Original Study| Volume 21, ISSUE 8, P1114-1120.e4, August 2020

Reducing the Burden of Complex Medication Regimens: SImplification of Medications Prescribed to Long-tErm care Residents (SIMPLER) Cluster Randomized Controlled Trial



      To assess the application of a structured process to consolidate the number of medication administration times for residents of aged care facilities.


      A nonblinded, matched-pair, cluster randomized controlled trial.

      Setting and Participants

      Permanent residents who were English-speaking and taking at least 1 regular medication, recruited from 8 South Australian residential aged care facilities (RACFs).


      The intervention involved a clinical pharmacist applying a validated 5-step tool to identify opportunities to reduce medication complexity (eg, by administering medications at the same time or through use of longer-acting or combination formulations). Residents in the comparison group received routine care. The primary outcome at 4-month follow-up was the number of administration times per day for medications charted regularly. Resident satisfaction and quality of life were secondary outcomes. Harms included falls, medication incidents, hospitalizations, and mortality. The association between the intervention and primary outcome was estimated using linear mixed models.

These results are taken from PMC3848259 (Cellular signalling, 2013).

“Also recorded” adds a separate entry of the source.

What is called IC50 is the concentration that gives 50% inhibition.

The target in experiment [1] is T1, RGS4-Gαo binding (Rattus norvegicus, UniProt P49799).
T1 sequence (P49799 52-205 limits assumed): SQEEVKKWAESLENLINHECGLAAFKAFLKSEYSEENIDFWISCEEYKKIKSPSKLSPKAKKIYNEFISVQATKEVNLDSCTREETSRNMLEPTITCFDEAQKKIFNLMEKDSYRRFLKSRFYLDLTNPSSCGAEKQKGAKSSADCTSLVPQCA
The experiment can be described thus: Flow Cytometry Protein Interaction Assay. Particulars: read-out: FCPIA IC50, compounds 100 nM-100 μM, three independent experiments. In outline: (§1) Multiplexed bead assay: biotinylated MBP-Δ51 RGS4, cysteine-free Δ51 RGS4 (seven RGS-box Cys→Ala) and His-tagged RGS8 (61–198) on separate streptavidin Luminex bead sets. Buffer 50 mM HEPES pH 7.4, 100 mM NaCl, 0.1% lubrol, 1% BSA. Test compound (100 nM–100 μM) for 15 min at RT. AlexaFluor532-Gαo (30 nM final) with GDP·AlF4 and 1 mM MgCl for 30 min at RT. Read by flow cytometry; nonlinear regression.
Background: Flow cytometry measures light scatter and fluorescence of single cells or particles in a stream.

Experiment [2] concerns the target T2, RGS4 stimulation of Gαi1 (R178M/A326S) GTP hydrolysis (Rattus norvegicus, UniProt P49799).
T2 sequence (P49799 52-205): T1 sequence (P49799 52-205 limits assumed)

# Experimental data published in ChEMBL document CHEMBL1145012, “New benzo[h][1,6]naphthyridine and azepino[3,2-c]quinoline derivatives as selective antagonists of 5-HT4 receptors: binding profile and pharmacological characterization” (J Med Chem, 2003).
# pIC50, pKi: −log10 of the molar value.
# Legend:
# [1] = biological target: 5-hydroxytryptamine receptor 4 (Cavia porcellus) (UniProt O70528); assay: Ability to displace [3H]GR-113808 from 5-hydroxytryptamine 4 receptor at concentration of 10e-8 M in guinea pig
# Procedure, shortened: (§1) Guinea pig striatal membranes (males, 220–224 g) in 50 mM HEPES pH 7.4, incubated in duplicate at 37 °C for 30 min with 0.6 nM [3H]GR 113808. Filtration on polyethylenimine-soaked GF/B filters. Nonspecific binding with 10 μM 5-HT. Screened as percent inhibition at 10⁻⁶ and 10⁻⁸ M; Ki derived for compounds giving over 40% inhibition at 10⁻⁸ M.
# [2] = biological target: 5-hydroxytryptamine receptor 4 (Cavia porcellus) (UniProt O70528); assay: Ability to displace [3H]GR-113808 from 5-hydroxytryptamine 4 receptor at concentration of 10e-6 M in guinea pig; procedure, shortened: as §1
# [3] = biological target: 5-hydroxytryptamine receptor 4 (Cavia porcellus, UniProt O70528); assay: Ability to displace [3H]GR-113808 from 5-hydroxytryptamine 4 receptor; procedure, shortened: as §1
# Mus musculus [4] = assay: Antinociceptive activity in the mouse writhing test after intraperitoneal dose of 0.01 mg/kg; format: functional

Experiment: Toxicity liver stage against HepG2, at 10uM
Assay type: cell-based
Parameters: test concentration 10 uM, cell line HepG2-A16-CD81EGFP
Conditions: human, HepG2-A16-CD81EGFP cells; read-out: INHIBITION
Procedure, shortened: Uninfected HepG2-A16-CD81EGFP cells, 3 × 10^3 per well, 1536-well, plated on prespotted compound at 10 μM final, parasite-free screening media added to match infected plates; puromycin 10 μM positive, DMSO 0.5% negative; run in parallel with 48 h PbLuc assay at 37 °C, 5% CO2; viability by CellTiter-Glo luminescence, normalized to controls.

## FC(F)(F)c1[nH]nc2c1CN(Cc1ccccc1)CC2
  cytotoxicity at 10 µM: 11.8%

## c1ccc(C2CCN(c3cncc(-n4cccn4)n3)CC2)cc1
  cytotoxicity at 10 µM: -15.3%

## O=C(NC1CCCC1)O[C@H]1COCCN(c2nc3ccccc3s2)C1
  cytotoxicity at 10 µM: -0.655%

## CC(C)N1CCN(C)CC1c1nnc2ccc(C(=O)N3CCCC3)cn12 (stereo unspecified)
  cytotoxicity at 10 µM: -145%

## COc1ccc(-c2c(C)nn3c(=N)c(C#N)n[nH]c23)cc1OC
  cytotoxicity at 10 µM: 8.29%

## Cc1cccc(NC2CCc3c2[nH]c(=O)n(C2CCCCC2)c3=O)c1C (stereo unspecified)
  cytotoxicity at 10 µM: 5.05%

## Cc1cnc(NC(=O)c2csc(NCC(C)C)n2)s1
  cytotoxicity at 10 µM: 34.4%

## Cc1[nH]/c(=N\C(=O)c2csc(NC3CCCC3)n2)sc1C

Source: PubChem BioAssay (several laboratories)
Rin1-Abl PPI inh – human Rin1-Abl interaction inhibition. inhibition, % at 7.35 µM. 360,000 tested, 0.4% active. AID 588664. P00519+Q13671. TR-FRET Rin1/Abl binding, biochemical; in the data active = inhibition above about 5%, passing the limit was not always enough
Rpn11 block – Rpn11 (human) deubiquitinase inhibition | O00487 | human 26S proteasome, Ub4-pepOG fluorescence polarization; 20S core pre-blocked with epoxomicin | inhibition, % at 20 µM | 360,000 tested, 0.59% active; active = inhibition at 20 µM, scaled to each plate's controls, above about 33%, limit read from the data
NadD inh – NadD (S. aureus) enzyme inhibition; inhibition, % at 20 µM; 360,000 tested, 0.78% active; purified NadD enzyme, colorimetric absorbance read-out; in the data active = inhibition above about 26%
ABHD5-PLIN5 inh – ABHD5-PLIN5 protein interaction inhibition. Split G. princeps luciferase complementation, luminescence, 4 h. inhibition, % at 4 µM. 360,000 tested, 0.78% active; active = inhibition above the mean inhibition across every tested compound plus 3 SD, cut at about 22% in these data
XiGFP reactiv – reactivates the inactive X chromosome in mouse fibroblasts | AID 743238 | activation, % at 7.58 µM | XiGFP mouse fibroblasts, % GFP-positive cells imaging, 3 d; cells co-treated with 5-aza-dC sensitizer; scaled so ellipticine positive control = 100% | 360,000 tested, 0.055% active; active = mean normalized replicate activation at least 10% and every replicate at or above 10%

Overall, 99 residents participated in the intervention arm and 143 in the comparison arm. At baseline, the mean resident age was 86 years, 74% were female, and medications were taken an average of 4 times daily. Medication simplification was possible for 62 (65%) residents in the intervention arm, with 57 (62%) of 92 simplification recommendations implemented at follow-up. The mean number of administration times at follow-up was reduced in the intervention arm in comparison to usual care (−0.36, 95% confidence interval −0.63 to −0.09, P = .01). No significant changes in secondary outcomes or harms were observed.

      Conclusions and Implications

      One-off application of a structured tool to reduce regimen complexity is a low-risk intervention to reduce the burden of medication administration in RACFs and may enable staff to shift time to other resident care activities.


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